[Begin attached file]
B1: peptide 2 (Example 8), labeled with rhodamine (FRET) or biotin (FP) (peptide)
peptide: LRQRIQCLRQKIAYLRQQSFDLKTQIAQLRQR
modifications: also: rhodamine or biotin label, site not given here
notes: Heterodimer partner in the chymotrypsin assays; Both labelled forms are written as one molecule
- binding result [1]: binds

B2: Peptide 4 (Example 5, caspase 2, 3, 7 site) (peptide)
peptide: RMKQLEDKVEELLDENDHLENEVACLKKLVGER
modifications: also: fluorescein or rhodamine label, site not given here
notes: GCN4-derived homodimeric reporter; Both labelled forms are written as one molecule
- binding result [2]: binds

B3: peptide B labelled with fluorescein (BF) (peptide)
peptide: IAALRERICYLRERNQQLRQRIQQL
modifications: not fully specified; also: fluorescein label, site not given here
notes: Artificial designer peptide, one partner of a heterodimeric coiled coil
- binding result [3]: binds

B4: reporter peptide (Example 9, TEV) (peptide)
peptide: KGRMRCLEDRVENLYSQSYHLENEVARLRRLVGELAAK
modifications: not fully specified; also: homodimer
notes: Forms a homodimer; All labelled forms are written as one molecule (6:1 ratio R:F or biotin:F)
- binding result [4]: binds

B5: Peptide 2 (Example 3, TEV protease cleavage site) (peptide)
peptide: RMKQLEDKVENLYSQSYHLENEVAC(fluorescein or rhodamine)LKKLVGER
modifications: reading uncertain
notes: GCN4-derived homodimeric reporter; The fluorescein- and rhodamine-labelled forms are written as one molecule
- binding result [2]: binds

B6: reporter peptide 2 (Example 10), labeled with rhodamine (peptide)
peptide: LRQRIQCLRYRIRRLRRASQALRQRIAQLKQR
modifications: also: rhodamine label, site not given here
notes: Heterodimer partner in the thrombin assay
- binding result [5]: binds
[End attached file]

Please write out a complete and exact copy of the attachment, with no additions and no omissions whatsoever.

B1: peptide 2 (Example 8), labeled with rhodamine (FRET) or biotin (FP) (peptide)
peptide: LRQRIQCLRQKIAYLRQQSFDLKTQIAQLRQR
modifications: also: rhodamine or biotin label, site not given here
notes: Heterodimer partner in the chymotrypsin assays; Both labelled forms are written as one molecule
- binding result [1]: binds

B2: Peptide 4 (Example 5, caspase 2, 3, 7 site) (peptide)
peptide: RMKQLEDKVEELLDENDHLENEVACLKKLVGER
modifications: also: fluorescein or rhodamine label, site not given here
notes: GCN4-derived homodimeric reporter; Both labelled forms are written as one molecule
- binding result [2]: binds

B3: peptide B labelled with fluorescein (BF) (peptide)
peptide: IAALRERICYLRERNQQLRQRIQQL
modifications: not fully specified; also: fluorescein label, site not given here
notes: Artificial designer peptide, one partner of a heterodimeric coiled coil
- binding result [3]: binds

B4: reporter peptide (Example 9, TEV) (peptide)
peptide: KGRMRCLEDRVENLYSQSYHLENEVARLRRLVGELAAK
modifications: not fully specified; also: homodimer
notes: Forms a homodimer; All labelled forms are written as one molecule (6:1 ratio R:F or biotin:F)
- binding result [4]: binds

B5: Peptide 2 (Example 3, TEV protease cleavage site) (peptide)
peptide: RMKQLEDKVENLYSQSYHLENEVAC(fluorescein or rhodamine)LKKLVGER
modifications: reading uncertain
notes: GCN4-derived homodimeric reporter; The fluorescein- and rhodamine-labelled forms are written as one molecule
- binding result [2]: binds

B6: reporter peptide 2 (Example 10), labeled with rhodamine (peptide)
peptide: LRQRIQCLRYRIRRLRRASQALRQRIAQLKQR
modifications: also: rhodamine label, site not given here
notes: Heterodimer partner in the thrombin assay
- binding result [5]: binds